Fred Itua, Abuja
In an unexpected twist, the National Assembly, yesterday, passed the harmonised version of the Petroleum Industry Governance Bill (PIGB) and imposed a five per cent fuel levy on fuel sold to Nigerians across the country.
According to lawmakers, the five per cent would be used to finance the Petroleum Equalisation Fund (PEF), as established under the bill.
Section 36 (1) (a) of the bill reads that “there shall be established the Petroleum Equalisation Fund into which shall be paid all monies payable to the equalisation fund by way of a five percent fuel levy in respect of all fuel sold and distributed within the federation which shall be charged subject to the approval of the Minister (of Petroleum.)”
According to the bill, other sources of funding for the PEF would be through subventions, fees and charges for services rendered as well as net surplus revenues recovered from petroleum products marketing companies.
The PEF, according to the bill, “shall collect all revenues and levies charged; determine the net surplus revenue recoverable from any oil marketing company and accruing to that company from the sale by it of petroleum products at such uniform prices as may be fixed by the Minister; determine the amount of reimbursement due to any oil marketing company for purposes of equalisation of price of products among others.”
The Bill also provided for the governance and institutional framework for the petroleum industry.
The PIGB specifically gave nod to “unbundle the Nigerian National Petroleum Corporation (NNPC), provide for the establishment of Federal Ministry of Petroleum Incorporated, Nigerian Petroleum Regulatory Commission, Nigerian Petroleum Assets Management Company and National Petroleum Company and Petroleum Equalisation Fund.”
The regulatory bill has unbundled the NNPC and created the National Petroleum Commission (NPC).
It has scrapped the Petroleum Inspectorate, Department of Petroleum Resources (DPR) and the Petroleum Products Pricing Regulatory Agency (PPPRA) and established the Nigeria Petroleum Regulatory Commission, which will take over the functions of the three agencies.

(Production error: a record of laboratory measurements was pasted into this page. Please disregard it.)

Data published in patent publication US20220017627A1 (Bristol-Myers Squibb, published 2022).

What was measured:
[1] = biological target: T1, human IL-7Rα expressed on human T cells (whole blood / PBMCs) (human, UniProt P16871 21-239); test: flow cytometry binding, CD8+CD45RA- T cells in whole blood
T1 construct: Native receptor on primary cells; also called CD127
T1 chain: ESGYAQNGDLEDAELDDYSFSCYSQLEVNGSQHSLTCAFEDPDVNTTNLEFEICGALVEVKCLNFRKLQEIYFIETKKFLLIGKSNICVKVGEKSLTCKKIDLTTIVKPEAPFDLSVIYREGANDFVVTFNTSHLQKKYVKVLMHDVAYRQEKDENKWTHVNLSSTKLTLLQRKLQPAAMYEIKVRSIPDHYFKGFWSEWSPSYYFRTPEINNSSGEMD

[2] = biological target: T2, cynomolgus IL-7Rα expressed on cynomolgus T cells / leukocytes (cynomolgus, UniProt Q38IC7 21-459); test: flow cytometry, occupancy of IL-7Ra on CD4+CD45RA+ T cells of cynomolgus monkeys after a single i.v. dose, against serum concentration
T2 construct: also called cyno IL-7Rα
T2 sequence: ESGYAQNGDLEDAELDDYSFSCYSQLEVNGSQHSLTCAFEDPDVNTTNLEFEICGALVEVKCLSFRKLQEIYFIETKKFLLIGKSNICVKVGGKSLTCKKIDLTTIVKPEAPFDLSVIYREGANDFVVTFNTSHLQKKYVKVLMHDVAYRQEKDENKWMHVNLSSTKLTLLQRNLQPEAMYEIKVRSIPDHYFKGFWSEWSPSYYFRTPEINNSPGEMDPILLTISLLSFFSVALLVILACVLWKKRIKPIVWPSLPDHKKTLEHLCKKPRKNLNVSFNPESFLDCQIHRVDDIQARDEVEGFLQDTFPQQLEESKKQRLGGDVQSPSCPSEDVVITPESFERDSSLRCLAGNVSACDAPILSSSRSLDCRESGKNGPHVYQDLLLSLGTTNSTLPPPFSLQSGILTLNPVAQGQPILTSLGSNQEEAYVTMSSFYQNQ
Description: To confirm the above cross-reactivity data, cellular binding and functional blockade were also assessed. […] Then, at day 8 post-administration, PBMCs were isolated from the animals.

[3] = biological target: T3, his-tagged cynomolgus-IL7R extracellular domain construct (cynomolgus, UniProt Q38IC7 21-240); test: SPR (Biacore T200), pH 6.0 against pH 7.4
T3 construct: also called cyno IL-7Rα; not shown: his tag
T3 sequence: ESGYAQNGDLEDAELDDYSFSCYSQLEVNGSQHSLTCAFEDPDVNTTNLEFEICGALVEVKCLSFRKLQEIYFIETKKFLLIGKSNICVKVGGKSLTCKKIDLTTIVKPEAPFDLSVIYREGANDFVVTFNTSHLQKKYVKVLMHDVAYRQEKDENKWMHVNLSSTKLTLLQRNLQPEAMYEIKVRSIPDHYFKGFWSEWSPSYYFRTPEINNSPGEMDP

It has empowered the Commission “to administer and enforce policies, laws and regulations relating to all aspects of petroleum operation; monitor and enforce compliance with the terms and conditions of all leases, licences, permits and authorisations issued in respect of any petroleum operations; define and enforce approved standards for design, construction, fabrication, operation and maintenance for all plants, installations and facilities utilized or to be utilised in petroleum operations; establish, monitor, regulate and enforce health and safety measures relating to all aspects of petroleum operations; establish the framework for the validation and certification of national hydrocarbon reserves; advise the Minister on fiscal and other issues pertaining to the petroleum industry; undertake evaluation of national reserves and reservoir management studies.”
It has also empowered “the body to issue licences, permits or authorisations for downstream gas, petroleum products, storage depots, retail outlets, transportation and distribution facilities for the industry.”